• If you live in the City, know where your sewer clean-out is located, or if you live outside the city, know where your septic lines are located.
  • If you live in the City, obtain a copy of your legal survey that depicts the house on the lot. (Below is an example of one)


  • Know where your gas meter is located if you are considering a heater or possibly a spa / hot tub.
  • If you have trees, know which ones you are willing to part with.
  • Have an understanding of how heavy equipment is going to enter and exit your yard.
  • Know if there are and utilities in the yard where the pool is going to be placed, i.e., water, electric, gas, phone / cable lines.
  • Know if there are any drainage issues that effect how water runs off the yard.
  • Know your primary visual focal point looking from inside the house to the outside where the pool is going to be located.
  • Have an understanding of your fencing requirements if applicable, i.e., homeowners insurance requirements, neighborhood assoc., etc.
  • Pool Shape is very important, have some knowledge of what appeals to you and your family regarding this important aspect. We have a blog article with more information on this here.
  • If you will need financing know what options are available and what type of budget you will be able to qualify for. If you don't already have a bank in mind, here is an option we direct customers to for financing.


Thinking About Planning an Outdoor Kitchen? There Are Three Things You Must Know.

Posted by Larry Rogers on Fri, Aug 8, 2014


Outdoor kitchens range from simple to extravagant. Some may be just a grill, some counter space and a mini fridge. Others may be, not just a kitchen with everything you need to prepare, cook serve and clean up a meal, but a dinning and living area as well, complete with couches, tables, fireplaces and even flat screen TVs. Whatever the size of your outdoor kitchen it can turn your backyard into a great place to entertain. Put it near your pool and your guests may never want to leave. Here are 3 things to consider when planning your outdoor kitchen


An outdoor kitchen done right should include 4 separate functional zones: a hot zone, a dry zone, a wet zone and a cold zone. Here's a graphic explaining some things each of the zones may include.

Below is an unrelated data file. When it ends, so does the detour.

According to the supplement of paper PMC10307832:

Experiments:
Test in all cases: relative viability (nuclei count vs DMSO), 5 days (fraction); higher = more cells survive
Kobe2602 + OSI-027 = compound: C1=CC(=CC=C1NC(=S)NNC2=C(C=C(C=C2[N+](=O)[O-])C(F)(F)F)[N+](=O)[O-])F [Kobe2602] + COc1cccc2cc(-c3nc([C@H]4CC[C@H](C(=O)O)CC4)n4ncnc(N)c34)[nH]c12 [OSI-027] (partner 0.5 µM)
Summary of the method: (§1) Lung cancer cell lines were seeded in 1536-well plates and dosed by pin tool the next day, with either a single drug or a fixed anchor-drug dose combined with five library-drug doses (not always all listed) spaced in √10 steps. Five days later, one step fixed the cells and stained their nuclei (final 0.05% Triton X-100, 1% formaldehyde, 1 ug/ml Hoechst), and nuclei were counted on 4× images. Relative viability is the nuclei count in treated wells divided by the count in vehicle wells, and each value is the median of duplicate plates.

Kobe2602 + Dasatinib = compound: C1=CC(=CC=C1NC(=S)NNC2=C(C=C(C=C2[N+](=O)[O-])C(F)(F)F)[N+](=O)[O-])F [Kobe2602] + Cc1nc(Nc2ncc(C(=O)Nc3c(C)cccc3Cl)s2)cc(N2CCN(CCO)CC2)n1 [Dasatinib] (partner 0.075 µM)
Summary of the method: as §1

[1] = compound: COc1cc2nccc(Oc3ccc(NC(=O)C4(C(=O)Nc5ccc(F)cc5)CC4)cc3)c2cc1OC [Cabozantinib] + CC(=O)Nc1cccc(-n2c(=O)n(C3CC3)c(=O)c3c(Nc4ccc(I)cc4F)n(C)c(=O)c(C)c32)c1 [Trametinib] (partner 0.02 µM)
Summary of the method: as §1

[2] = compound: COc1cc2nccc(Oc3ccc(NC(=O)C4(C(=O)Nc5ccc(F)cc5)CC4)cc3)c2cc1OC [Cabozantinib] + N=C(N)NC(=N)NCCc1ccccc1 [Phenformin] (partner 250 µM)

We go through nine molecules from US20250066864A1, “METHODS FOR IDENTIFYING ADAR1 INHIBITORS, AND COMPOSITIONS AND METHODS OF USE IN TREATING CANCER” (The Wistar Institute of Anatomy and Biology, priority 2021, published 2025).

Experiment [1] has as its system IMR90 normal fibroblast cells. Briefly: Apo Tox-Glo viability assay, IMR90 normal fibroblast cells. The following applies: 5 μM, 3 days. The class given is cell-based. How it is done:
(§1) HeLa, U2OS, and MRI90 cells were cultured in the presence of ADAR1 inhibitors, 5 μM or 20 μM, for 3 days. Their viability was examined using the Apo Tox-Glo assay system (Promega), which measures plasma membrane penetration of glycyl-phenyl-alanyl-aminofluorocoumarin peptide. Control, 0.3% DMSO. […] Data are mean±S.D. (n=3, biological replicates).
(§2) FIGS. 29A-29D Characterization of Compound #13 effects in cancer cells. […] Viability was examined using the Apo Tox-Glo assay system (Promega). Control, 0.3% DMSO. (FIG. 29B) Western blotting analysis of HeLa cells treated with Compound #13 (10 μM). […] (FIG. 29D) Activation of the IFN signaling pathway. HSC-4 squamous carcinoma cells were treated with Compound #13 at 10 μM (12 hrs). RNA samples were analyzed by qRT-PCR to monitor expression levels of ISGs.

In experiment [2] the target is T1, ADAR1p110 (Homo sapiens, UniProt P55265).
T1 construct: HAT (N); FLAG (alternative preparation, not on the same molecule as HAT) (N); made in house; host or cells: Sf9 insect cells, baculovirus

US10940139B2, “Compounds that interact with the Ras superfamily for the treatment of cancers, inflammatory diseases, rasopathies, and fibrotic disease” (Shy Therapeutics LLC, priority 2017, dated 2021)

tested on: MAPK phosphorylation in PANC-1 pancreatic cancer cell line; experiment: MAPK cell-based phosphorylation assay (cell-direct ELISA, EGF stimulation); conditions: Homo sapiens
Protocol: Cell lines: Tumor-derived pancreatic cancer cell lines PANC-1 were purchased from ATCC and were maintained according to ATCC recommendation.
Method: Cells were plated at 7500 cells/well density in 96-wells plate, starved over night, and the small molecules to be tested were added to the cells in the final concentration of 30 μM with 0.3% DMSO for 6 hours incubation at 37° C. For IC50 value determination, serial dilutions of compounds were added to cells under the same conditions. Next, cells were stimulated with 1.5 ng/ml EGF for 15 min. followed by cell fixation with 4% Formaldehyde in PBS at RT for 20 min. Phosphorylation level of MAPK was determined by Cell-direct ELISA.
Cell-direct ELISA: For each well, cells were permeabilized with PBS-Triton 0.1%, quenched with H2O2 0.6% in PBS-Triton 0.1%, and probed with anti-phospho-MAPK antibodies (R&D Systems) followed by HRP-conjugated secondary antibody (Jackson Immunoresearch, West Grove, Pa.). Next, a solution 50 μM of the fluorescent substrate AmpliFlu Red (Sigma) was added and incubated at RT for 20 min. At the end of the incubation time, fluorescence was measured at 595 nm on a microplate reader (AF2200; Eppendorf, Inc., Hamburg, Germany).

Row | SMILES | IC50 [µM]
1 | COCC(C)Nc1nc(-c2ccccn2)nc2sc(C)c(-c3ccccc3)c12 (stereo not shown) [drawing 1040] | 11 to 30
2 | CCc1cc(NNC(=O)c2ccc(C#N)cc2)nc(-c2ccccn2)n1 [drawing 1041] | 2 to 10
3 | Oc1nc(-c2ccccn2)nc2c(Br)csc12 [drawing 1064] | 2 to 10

Outdoor Kitchen Zones

2. Extending the Outdoor Entertaining Season

You will also want to do what you can to make your outdoor kitchen and dining area comfortable year round. Here are some tips for extending the use of your space.



Outdoor seating3. SEATING

No one wants to be cooking alone while everyone else is socializing out of ear shot. If you create seating around your outdoor kitchen it will allow you to participate in the conversations while you are preparing the food instead of being isolated. If your kitchen is next to your pool a swim up bar with built in seating is an option that allows your guests to socialize without having to leave the pool. You'll want seating outside the pool as well for guests that aren't wanting to swim and for the colder months when it's too cold to be in the water.

Tags: Little Rock pool contractors, outdoor kitchen, custom swimming pool, little rock swimming pool design, outdoor entertaining

Ozone: Should you use it in your swimming pool?

Posted by Larry Rogers on Wed, Jul 9, 2014


Recently we shared with you about chlorine generators (also known as salt water pools). We told you how they work, what people love about them and what the drawbacks are. If you missed that article you can read it here. Today we have another type of system to share with you, one that is a little less well known – Ozonators.

These systems, as you probably guessed, generate ozone. Using an ozonator in your pool can result in:

1. A lower level of chlorine needed

2. An absence of irritating chloramines

3. Less fussing with pH

4. Water that is bright and clear

As with all systems though, there are also disadvantages, but before we get into those let's talk about what ozone is and how ozonators work.

What is ozone?

Ozone molecules are three oxygen atoms stuck together (O3). Normal oxygen in the atmosphere is two oxygen atoms (O2). While there is ozone in the air around us it is fairly uncommon. Natural generation of ozone can occur during a lightning storm and gives the air that fresh, clean smell that follows the storm.